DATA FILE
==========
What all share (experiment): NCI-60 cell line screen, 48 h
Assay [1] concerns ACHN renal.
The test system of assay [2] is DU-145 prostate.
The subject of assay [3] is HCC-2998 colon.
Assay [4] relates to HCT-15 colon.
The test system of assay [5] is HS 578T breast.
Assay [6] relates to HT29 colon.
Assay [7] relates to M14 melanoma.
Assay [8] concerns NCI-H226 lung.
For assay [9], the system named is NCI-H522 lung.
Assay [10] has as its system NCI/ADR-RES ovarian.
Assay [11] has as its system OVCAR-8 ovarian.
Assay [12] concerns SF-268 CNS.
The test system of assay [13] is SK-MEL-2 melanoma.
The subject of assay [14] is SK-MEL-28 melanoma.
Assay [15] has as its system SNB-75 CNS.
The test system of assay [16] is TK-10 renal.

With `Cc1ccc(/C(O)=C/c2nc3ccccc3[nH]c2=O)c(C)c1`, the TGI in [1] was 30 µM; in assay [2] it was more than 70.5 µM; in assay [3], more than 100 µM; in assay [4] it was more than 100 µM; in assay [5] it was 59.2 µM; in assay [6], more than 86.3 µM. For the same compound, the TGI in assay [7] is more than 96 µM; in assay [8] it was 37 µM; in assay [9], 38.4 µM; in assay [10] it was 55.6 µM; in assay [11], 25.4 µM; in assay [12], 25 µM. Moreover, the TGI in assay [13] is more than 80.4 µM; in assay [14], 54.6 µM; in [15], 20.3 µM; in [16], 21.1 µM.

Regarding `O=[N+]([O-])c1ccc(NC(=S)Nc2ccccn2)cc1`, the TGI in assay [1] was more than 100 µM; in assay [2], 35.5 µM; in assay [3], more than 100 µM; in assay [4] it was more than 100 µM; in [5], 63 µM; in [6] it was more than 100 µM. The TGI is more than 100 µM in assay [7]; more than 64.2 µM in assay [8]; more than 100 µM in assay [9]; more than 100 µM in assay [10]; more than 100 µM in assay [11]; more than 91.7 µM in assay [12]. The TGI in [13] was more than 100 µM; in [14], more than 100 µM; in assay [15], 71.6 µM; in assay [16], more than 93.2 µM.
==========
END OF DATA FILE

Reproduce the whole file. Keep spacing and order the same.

What all share (experiment): NCI-60 cell line screen, 48 h
Assay [1] concerns ACHN renal.
The test system of assay [2] is DU-145 prostate.
The subject of assay [3] is HCC-2998 colon.
Assay [4] relates to HCT-15 colon.
The test system of assay [5] is HS 578T breast.
Assay [6] relates to HT29 colon.
Assay [7] relates to M14 melanoma.
Assay [8] concerns NCI-H226 lung.
For assay [9], the system named is NCI-H522 lung.
Assay [10] has as its system NCI/ADR-RES ovarian.
Assay [11] has as its system OVCAR-8 ovarian.
Assay [12] concerns SF-268 CNS.
The test system of assay [13] is SK-MEL-2 melanoma.
The subject of assay [14] is SK-MEL-28 melanoma.
Assay [15] has as its system SNB-75 CNS.
The test system of assay [16] is TK-10 renal.

With `Cc1ccc(/C(O)=C/c2nc3ccccc3[nH]c2=O)c(C)c1`, the TGI in [1] was 30 µM; in assay [2] it was more than 70.5 µM; in assay [3], more than 100 µM; in assay [4] it was more than 100 µM; in assay [5] it was 59.2 µM; in assay [6], more than 86.3 µM. For the same compound, the TGI in assay [7] is more than 96 µM; in assay [8] it was 37 µM; in assay [9], 38.4 µM; in assay [10] it was 55.6 µM; in assay [11], 25.4 µM; in assay [12], 25 µM. Moreover, the TGI in assay [13] is more than 80.4 µM; in assay [14], 54.6 µM; in [15], 20.3 µM; in [16], 21.1 µM.

Regarding `O=[N+]([O-])c1ccc(NC(=S)Nc2ccccn2)cc1`, the TGI in assay [1] was more than 100 µM; in assay [2], 35.5 µM; in assay [3], more than 100 µM; in assay [4] it was more than 100 µM; in [5], 63 µM; in [6] it was more than 100 µM. The TGI is more than 100 µM in assay [7]; more than 64.2 µM in assay [8]; more than 100 µM in assay [9]; more than 100 µM in assay [10]; more than 100 µM in assay [11]; more than 91.7 µM in assay [12]. The TGI in [13] was more than 100 µM; in [14], more than 100 µM; in assay [15], 71.6 µM; in assay [16], more than 93.2 µM.